Tags: Banks, capital, capital plans, Federal Reserve, stress tests
Today the Fed released a paper making fun of banks for their lame responses to the Fed’s stress tests, both on prudential-regulatory and on literary grounds. For instance, the banks were supposed to come up with their own stress scenario and see how they’d do in that scenario, and a lot of banks apparently phoned in that effort. The Fed was unimpressed:
A BHC [bank holding company] stress scenario that simply features a generic weakening of macroeconomic conditions similar in magnitude to the supervisory severely adverse scenario does not meet [the Fed's] expectations.
BHCs with stronger scenario-design practices clearly and creatively tailored their BHC stress scenarios to their unique business-model features, emphasizing important sources of risk not captured in the supervisory severely adverse scenario. Examples of such risks observed in practice included a significant counterparty default; a natural disaster or other operational-risk event; and a more acute stress on a particular region, industry, and/or asset class as compared to the stress applied to general macroeconomic conditions in the supervisory adverse and severely adverse scenarios.
At the same time, BHC stress scenarios should not feature assumptions that specifically benefit the BHC. For example, some BHCs with weaker scenario-design practices assumed that they would be viewed as strong compared to their competitors in a stress scenario and would therefore experience increased market share.
Oh sure you get points for, I don’t know, having a lot of capital or whatever the ultimate point of all of this is, but what really distinguishes a B+ from an A bank, stress-test-wise, is creative scenario design. Read more »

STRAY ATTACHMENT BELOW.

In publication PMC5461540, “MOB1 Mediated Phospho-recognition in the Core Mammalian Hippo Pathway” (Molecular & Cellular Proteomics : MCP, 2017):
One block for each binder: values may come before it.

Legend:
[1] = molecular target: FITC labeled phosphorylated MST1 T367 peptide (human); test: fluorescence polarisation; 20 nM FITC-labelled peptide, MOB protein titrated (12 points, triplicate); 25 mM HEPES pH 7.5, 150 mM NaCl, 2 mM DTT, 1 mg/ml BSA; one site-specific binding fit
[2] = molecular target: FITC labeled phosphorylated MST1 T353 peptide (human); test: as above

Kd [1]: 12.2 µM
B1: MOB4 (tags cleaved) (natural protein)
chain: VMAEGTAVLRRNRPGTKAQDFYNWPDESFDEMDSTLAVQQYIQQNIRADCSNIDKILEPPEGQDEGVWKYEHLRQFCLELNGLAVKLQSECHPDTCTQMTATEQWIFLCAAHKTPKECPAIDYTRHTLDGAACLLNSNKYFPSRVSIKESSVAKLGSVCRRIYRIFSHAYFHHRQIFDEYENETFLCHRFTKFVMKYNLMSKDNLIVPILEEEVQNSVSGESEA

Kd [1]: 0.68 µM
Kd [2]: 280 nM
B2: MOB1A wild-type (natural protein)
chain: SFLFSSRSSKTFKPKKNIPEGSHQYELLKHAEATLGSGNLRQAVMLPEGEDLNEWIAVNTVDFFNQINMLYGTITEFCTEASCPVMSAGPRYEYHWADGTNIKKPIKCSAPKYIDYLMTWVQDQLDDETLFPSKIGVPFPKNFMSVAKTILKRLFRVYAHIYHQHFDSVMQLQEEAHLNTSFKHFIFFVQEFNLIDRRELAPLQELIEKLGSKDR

Tags: A trick is something a whore does for money, illusion, stress tests
The potentially delusional Europeans are setting an “illusionary” timetable for what may be magical tests based on comically enormous spreadsheets that may or may not accurately reflect anything. Read more »
Tags: Goldman Sachs, stress tests, warrants, Warren Buffett
Derivatives are confusing, even pretty simple ones, which is why Goldman Sachs can describe Warren Buffett’s sale of $5 billion of GS stock like this:
The Goldman Sachs Group, Inc. today announced that it has amended its warrant agreement with Berkshire Hathaway Inc., and certain of its subsidiaries (collectively, Berkshire Hathaway) from cash settlement1 to net share settlement.
“We intend to hold a significant investment in Goldman Sachs, a firm that I did my first transaction with more than 50 years ago,” said Warren Buffett, Chairman and Chief Executive Officer of Berkshire Hathaway. “I have been privileged to have known and admired Goldman’s executive leadership team since my first meeting with Sidney Weinberg in 1940.”
“We are pleased that Berkshire Hathaway intends to remain a long-term investor in Goldman Sachs,” said Lloyd C. Blankfein, Chairman and Chief Executive Officer of Goldman Sachs.
In September 2008, Buffett bought – among other things – warrants to buy 43.5mm shares of Goldman Sachs stock in October 2013 for $115 a share, for a total purchase price of $5 billion. Today he amended that to instead allow him to buy in October 2013, for a total purchase price of zero, a number of Goldman Sachs shares equal to (A) 43.5 million times (B) [the average trading price of those shares at the end of September 2013 minus $115] divided by (C) that average trading price. As of when I type this, at a price of $145.80, that works out to around 9.2 million shares. So one way to read today’s agreement is that in effect Buffett is selling back 34 million (give or take) shares to Goldman for $5 billion. Read more »
Tags: Banks, capital, Goldman Sachs, research, stress tests